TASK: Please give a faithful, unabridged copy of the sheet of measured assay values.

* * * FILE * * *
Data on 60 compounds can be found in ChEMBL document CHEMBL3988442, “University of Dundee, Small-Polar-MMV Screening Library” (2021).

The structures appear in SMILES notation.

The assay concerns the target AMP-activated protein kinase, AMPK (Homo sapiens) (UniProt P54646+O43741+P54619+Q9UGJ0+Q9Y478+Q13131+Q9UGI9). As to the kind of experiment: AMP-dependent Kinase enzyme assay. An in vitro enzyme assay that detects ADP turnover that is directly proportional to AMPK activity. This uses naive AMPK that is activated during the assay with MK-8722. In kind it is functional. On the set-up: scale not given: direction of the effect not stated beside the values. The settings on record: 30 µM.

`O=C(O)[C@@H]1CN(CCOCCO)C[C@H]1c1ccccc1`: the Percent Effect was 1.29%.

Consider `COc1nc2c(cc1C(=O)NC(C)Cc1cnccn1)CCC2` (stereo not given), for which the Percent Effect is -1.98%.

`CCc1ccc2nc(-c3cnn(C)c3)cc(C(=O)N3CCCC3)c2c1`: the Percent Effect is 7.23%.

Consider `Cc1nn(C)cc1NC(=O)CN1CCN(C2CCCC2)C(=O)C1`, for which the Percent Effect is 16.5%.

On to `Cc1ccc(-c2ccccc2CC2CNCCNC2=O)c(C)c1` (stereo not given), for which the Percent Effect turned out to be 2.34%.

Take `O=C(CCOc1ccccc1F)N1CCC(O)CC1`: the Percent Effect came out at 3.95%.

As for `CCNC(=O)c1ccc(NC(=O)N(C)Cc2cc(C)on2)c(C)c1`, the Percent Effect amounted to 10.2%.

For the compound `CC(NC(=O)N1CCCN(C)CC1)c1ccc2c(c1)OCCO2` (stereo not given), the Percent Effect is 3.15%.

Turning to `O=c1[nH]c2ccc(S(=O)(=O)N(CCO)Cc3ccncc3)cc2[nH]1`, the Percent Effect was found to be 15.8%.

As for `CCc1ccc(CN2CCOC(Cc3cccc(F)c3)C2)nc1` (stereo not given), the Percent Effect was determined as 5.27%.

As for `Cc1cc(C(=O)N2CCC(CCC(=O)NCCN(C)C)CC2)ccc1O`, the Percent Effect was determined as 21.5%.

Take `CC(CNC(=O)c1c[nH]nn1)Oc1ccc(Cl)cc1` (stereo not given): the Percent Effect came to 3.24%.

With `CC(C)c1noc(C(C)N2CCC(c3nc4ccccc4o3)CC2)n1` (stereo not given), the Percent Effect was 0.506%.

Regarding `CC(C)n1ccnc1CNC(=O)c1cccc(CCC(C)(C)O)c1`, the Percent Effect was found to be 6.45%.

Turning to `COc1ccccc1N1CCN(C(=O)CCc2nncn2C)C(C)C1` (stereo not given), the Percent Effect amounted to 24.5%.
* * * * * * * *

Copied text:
Data on 60 compounds can be found in ChEMBL document CHEMBL3988442, “University of Dundee, Small-Polar-MMV Screening Library” (2021).

The structures appear in SMILES notation.

The assay concerns the target AMP-activated protein kinase, AMPK (Homo sapiens) (UniProt P54646+O43741+P54619+Q9UGJ0+Q9Y478+Q13131+Q9UGI9). As to the kind of experiment: AMP-dependent Kinase enzyme assay. An in vitro enzyme assay that detects ADP turnover that is directly proportional to AMPK activity. This uses naive AMPK that is activated during the assay with MK-8722. In kind it is functional. On the set-up: scale not given: direction of the effect not stated beside the values. The settings on record: 30 µM.

`O=C(O)[C@@H]1CN(CCOCCO)C[C@H]1c1ccccc1`: the Percent Effect was 1.29%.

Consider `COc1nc2c(cc1C(=O)NC(C)Cc1cnccn1)CCC2` (stereo not given), for which the Percent Effect is -1.98%.

`CCc1ccc2nc(-c3cnn(C)c3)cc(C(=O)N3CCCC3)c2c1`: the Percent Effect is 7.23%.

Consider `Cc1nn(C)cc1NC(=O)CN1CCN(C2CCCC2)C(=O)C1`, for which the Percent Effect is 16.5%.

On to `Cc1ccc(-c2ccccc2CC2CNCCNC2=O)c(C)c1` (stereo not given), for which the Percent Effect turned out to be 2.34%.

Take `O=C(CCOc1ccccc1F)N1CCC(O)CC1`: the Percent Effect came out at 3.95%.

As for `CCNC(=O)c1ccc(NC(=O)N(C)Cc2cc(C)on2)c(C)c1`, the Percent Effect amounted to 10.2%.

For the compound `CC(NC(=O)N1CCCN(C)CC1)c1ccc2c(c1)OCCO2` (stereo not given), the Percent Effect is 3.15%.

Turning to `O=c1[nH]c2ccc(S(=O)(=O)N(CCO)Cc3ccncc3)cc2[nH]1`, the Percent Effect was found to be 15.8%.

As for `CCc1ccc(CN2CCOC(Cc3cccc(F)c3)C2)nc1` (stereo not given), the Percent Effect was determined as 5.27%.

As for `Cc1cc(C(=O)N2CCC(CCC(=O)NCCN(C)C)CC2)ccc1O`, the Percent Effect was determined as 21.5%.

Take `CC(CNC(=O)c1c[nH]nn1)Oc1ccc(Cl)cc1` (stereo not given): the Percent Effect came to 3.24%.

With `CC(C)c1noc(C(C)N2CCC(c3nc4ccccc4o3)CC2)n1` (stereo not given), the Percent Effect was 0.506%.

Regarding `CC(C)n1ccnc1CNC(=O)c1cccc(CCC(C)(C)O)c1`, the Percent Effect was found to be 6.45%.

Turning to `COc1ccccc1N1CCN(C(=O)CCc2nncn2C)C(C)C1` (stereo not given), the Percent Effect amounted to 24.5%.